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  • Delivering My Manuscript to the Publisher: The Labor Pains Are Killing Me!
Delivering My Manuscript to the Publisher: The Labor Pains Are Killing Me!
Contributor
Written by
Sheana Ochoa
July 2013
Writing
Contributor
Written by
Sheana Ochoa
July 2013
Writing

I could be writing Stella Adler’s biography for the rest of my life. Just this week a journalist contacted me to “pick my brain” on Stella for a feature he’s doing in GQ Magazine on James Coburn who was a student of Stella’s. The journalist had a meeting with a woman who audio taped Coburn the last couple of years of his life. Turns out, Coburn talked a lot about Stella. The journalist sent me an MP3 of the Stella-related stuff.  You’d think I’d listen to it right away. Who knows what anecdotes he related or insight he may have had that would build upon themes I’ve written about in the biography.

And yet, I haven’t had one hot second to listen to it. It sits unopened in my inbox with the other flagged emails. This happens all the time. This has been happening for the last 10 years.

Three years ago I decided I had to stop the research and finish writing the book. So, it’s done. I guess. I’d love to listen to Coburn; I’d love to go back to the University of Texas and listen to and watch the 1,017 audio and visual recordings of Stella’s classes from 1958 to 1992 because when I was there for 9 days I only had enough time to watch a couple dozen what with going through all her papers; and I’d love to track down some more people I never had the chance to  interview.

But I can’t.  I have signed on with a publisher. I’m due to deliver the manuscript by October 1st.  Am I complaining? It sounds as if I’m complaining. Let’s back up. I’ve been writing since I was a little girl. I’ve been waiting my whole life for this moment. Well, not this exact one in which I’m blogging to complain that I have a book contract. I’ve always known I would write books. So, here I am and I feel like I’m going into labor. Seriously, I have all the doubts and insecurities I felt just before my son was born.

Okay I'm breathing. I still have three months, which would be equivalent to the third trimester. During this time, I wanted to polish my manuscript: smooth out language, passive voice, repetition, consistency of style, pacing. Baby proof, paint the nursery, take breast-feeding classes.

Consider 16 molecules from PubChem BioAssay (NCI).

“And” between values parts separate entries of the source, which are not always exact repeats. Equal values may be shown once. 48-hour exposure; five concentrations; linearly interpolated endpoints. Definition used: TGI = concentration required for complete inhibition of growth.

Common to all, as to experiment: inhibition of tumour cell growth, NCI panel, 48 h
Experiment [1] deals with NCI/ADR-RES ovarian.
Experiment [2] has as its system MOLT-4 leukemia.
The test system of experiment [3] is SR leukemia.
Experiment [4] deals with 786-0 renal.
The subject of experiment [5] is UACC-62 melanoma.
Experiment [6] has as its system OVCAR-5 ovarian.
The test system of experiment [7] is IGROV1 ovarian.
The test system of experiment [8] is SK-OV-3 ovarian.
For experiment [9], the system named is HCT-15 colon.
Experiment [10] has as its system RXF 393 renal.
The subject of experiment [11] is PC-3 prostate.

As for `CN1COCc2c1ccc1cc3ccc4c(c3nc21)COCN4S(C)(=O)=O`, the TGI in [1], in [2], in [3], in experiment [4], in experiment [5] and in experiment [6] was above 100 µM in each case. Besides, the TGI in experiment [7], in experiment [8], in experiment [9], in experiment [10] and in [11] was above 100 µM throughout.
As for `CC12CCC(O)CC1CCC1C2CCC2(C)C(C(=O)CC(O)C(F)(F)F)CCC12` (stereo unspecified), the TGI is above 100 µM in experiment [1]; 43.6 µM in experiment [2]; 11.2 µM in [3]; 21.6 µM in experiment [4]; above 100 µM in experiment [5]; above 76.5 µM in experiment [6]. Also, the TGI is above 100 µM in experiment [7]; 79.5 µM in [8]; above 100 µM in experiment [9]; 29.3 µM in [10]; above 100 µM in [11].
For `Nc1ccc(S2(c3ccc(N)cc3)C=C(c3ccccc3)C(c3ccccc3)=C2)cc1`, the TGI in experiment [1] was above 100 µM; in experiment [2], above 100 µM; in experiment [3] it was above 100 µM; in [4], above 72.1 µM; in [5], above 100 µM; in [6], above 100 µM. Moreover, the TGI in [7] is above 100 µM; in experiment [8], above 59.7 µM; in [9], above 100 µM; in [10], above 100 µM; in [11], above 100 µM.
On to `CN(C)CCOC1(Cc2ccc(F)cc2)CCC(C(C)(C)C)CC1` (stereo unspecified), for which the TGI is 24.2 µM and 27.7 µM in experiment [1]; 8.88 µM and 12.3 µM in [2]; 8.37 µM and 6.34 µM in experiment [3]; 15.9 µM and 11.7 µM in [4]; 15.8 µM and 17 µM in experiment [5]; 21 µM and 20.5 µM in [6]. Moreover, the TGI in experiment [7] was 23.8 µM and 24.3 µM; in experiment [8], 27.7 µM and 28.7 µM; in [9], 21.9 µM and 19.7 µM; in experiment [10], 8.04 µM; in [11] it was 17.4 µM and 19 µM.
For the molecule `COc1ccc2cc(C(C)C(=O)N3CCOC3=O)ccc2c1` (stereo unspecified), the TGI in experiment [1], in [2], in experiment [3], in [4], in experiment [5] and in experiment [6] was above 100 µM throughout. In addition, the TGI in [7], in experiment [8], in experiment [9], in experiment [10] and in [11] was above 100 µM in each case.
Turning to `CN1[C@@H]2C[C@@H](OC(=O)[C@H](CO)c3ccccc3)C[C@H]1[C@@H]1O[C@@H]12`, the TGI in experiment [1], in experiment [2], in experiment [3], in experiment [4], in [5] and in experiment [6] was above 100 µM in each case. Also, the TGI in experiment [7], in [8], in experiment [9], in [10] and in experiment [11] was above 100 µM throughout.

But there’s more to preparing the manuscript than meets the eye. All last week I had to dedicate to writing a 200 word summary of the book (impossible!) for the publisher’s Spring/Summer catalog, find images for the cover, find out who owned copyright to those images, and then the whopper: read a 59 page Author’s Guide featuring a “How to Prepare Your Manuscript for Submission” manifesto. I didn’t realize I’d have to be learning things I apparently should already know such as type coding and page breaks – the equivalent to diapering and swaddling. You mean I should know how to swaddle my baby?!

I’m a Luddite. I don’t want to research how to do page breaks. Besides I Googled it a few months back and never understood it.

So now I’m “preparing” my manuscript, not polishing my book. I have to take this in stride, I know. It’s just been such a journey with Stella and I feel a huge responsibility to tell her story with as much charisma, truth, drama and keen observation as she had in class. The foundation is all there. I just need time to dress it up. And I don't feel I have it.

Before the book contract, I complained, “I just need to publish this book so I can move on.” I felt the way I felt towards the end of my pregnancy: Get it out. Now! I hadn't been able to devote myself to other projects such as writing that play that’s been percolating for years, or the screenplay I started last year, or organizing my poetry into a proper collection.

But the days before my son was due, I panicked. Kind of like right now. I’m not ready! I need an infant CPR refresher. I haven’t read up on how to raise boys. (How sexist is that?) But he was ready. I guess Stella’s biography is ready. It’s all going to work out, right?

To Be Continued . . .

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